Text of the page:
While some of their good deeds were made public, many others were not. It was not the publicity that the family sought - only the genuine satisfication that they received in their hearts by simply being good and kind neighbors and friends.
They often show up without any kind of public notice in unexpected, unpublicized places - helping to support and raise awareness of needs and worthy causes that may affect their fellow Greene Countians in both big and small ways.
Just a few of the examples include:
A budding local musician was mentored, encouraged and even invited to accompany the band on the road for the summer.
Two local high school marching bands were invited to participate in a photo shoot for the new TBP album, and a young student photographer was invited to take part as well.
Plus, a local woman -- whom the siblings had never met before -- was honored and extremely touched when the band approached her at a local restaurant, after learning that it was her birthday, and offered to sing "Happy Birthday" to her.
Karen Dean said the kind, completely unexpected deed was certainly one of the best birthday presents she had ever received.
Last May 22, Dean and her husband were out with their friends at Monterrey's Mexican Restaurant in Greeneville's Towne Square Shopping Center, to celebrate her May 23 birthday a day early.
While awaiting their meal, Dean said that she and her friends noticed the members of The Band Perry come into the restaurant with several other people and sit down at a nearby table.
Being enthusiastic country music fans -- especially fans of the hometown sibling trio -- Dean said that her group were all extremely excited to be dining close to the Perrys.
During their meal, Dean said that her friends told their waiter that it was her birthday and wondered if the staff could wish her a Happy Birthday, complete with the Mexican restaurant's traditional ¡Feliz cumpleaños! sombrero on her head.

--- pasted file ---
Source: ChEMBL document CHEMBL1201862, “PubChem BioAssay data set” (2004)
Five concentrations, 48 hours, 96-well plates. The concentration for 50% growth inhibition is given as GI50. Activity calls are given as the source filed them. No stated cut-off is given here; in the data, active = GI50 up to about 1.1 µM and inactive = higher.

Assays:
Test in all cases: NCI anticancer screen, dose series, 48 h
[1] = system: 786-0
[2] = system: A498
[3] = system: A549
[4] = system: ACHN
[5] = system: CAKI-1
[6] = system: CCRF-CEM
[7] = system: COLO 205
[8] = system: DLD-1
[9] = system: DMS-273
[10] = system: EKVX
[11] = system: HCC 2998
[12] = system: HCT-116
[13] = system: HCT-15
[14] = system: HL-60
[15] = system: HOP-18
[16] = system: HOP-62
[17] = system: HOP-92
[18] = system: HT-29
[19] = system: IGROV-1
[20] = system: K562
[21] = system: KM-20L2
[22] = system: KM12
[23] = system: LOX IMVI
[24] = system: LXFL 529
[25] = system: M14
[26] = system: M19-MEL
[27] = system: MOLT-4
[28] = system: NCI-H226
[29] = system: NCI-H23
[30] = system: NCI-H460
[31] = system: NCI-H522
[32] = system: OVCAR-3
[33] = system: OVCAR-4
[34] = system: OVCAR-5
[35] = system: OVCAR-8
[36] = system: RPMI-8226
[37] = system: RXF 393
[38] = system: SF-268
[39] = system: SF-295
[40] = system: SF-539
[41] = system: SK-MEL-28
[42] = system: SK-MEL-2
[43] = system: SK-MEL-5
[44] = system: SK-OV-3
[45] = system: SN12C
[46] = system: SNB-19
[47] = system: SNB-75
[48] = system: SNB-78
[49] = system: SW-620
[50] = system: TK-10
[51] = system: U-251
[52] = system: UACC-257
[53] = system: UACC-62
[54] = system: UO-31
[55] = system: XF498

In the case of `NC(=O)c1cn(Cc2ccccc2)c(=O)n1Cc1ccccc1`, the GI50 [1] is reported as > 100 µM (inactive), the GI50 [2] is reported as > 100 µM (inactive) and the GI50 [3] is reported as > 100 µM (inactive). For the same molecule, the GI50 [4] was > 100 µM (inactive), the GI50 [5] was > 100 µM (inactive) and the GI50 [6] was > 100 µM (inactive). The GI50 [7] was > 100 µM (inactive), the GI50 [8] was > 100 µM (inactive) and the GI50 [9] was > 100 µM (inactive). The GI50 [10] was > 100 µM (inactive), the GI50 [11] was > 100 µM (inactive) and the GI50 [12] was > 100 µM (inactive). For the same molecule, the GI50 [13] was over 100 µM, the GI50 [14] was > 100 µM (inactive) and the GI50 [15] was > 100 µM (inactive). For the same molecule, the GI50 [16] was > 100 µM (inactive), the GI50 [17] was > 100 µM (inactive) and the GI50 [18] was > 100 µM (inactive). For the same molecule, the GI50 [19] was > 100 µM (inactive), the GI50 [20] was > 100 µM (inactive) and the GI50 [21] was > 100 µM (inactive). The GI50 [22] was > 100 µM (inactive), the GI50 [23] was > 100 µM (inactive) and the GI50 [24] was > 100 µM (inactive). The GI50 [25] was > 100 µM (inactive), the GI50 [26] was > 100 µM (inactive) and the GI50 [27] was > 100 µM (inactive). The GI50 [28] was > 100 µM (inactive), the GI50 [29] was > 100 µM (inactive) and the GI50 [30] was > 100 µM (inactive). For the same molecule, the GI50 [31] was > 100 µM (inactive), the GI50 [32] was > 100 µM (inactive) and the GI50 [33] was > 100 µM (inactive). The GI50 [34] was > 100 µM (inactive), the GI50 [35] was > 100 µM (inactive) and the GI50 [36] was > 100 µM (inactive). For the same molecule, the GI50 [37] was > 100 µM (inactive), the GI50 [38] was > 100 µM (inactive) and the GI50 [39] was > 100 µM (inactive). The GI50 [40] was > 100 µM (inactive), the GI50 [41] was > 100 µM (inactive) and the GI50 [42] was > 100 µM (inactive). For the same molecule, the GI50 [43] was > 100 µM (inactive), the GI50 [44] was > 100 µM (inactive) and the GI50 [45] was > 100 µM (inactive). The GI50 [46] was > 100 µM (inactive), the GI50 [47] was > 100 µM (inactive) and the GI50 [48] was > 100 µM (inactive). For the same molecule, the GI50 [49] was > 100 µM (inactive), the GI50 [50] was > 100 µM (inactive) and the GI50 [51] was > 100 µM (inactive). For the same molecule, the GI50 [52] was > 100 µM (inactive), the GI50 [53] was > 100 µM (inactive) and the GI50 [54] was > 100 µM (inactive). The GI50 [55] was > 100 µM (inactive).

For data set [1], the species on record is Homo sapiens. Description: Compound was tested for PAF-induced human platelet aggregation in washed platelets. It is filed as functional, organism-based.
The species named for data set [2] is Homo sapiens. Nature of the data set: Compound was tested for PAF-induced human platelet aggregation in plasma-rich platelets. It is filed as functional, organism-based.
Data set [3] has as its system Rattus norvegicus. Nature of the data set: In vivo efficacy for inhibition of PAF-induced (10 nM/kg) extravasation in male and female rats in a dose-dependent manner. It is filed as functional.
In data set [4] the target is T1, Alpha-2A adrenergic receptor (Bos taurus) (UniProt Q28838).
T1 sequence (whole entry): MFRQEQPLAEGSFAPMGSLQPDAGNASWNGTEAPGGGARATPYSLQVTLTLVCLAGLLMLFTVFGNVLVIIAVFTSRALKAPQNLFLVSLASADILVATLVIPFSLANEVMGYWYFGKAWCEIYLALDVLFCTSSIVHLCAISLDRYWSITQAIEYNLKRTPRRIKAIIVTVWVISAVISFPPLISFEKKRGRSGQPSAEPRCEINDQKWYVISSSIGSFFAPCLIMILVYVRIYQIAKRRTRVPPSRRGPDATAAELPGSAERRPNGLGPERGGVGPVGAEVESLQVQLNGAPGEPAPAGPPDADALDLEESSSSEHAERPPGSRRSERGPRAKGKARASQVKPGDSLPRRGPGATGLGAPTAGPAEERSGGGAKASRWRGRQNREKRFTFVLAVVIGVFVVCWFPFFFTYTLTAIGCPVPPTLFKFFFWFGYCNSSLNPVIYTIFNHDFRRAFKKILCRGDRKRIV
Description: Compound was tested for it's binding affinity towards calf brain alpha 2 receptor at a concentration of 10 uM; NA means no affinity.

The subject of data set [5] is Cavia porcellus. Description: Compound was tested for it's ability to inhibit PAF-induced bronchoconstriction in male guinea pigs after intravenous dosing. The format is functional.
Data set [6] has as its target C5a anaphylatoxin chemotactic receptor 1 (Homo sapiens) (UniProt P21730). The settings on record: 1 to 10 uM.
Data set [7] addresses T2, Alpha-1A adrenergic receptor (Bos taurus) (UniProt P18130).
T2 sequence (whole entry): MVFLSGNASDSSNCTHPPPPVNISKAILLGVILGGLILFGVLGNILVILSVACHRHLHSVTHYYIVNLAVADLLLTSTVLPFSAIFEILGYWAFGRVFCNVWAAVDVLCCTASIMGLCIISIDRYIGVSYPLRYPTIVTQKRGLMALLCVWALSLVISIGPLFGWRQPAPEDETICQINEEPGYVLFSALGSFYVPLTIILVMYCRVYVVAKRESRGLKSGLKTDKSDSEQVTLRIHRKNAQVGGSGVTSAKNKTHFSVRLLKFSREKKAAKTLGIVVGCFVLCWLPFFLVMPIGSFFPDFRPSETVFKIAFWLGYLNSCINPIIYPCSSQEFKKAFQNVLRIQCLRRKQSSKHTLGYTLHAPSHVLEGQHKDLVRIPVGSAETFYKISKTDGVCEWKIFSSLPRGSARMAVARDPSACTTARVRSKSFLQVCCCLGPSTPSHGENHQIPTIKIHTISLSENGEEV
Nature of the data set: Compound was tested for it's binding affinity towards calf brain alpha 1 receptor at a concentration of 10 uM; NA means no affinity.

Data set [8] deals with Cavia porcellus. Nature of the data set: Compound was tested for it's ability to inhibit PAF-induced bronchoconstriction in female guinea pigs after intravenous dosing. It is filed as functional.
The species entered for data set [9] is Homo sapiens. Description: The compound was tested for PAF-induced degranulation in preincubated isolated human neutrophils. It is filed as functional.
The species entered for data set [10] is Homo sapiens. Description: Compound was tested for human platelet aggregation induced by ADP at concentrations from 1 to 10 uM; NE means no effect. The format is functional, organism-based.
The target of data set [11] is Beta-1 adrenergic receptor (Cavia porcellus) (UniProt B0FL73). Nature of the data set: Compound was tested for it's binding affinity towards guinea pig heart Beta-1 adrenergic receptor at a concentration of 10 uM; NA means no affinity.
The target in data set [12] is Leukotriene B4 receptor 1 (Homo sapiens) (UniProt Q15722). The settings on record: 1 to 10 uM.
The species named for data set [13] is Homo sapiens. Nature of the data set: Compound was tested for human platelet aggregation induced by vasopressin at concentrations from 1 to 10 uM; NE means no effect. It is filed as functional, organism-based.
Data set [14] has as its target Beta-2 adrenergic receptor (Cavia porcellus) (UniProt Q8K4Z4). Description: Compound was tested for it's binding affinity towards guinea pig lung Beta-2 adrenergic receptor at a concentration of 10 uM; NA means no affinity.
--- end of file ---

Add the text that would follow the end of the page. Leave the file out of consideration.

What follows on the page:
Dean said that Kimberly Perry overheard the conversation, turned around and said, "Ma'am, I don't mean to bother you, but did I hear it's your birthday?"
Dean replied, "Well, actually tomorrow is my birthday, but my friends brought me and my husband out to celebrate tonight."
Kimberly then said, "Would you care if we sing 'Happy Birthday' to you?"
Shocked, but extremely pleased, Dean said, "No, I wouldn't mind. I would really like that!"
After Kimberly and her brothers, Neil and Reid, sang to her, they took photos with the group and chatted.
"As I was hugging the boys, thanking them, and telling their parents what great kids they had raised, Kimberly went and got a piece of paper, folded it, and made me a birthday card," Dean said.
"She made it herself -- and she and her brothers autographed it!" she added excitedly.
Dean said she was so excited -- and touched -- that the Perrys would take the time to make her feel so very special.
"They are just as nice as they can be!" she said.
"For them to come up to me ... and do this ... it just touches my heart!" Dean said with tears in her eyes.
As a child, Dean said that she was never given a birthday party -- and having country music stars come up to her, out-of-the-blue, and do this for her was such a wonderful, unexpected gift!
Now, today, the band's latest offering to their friends and fans in Greene County is a free concert - designed as a gift back to the community that they say has given them a place to call home.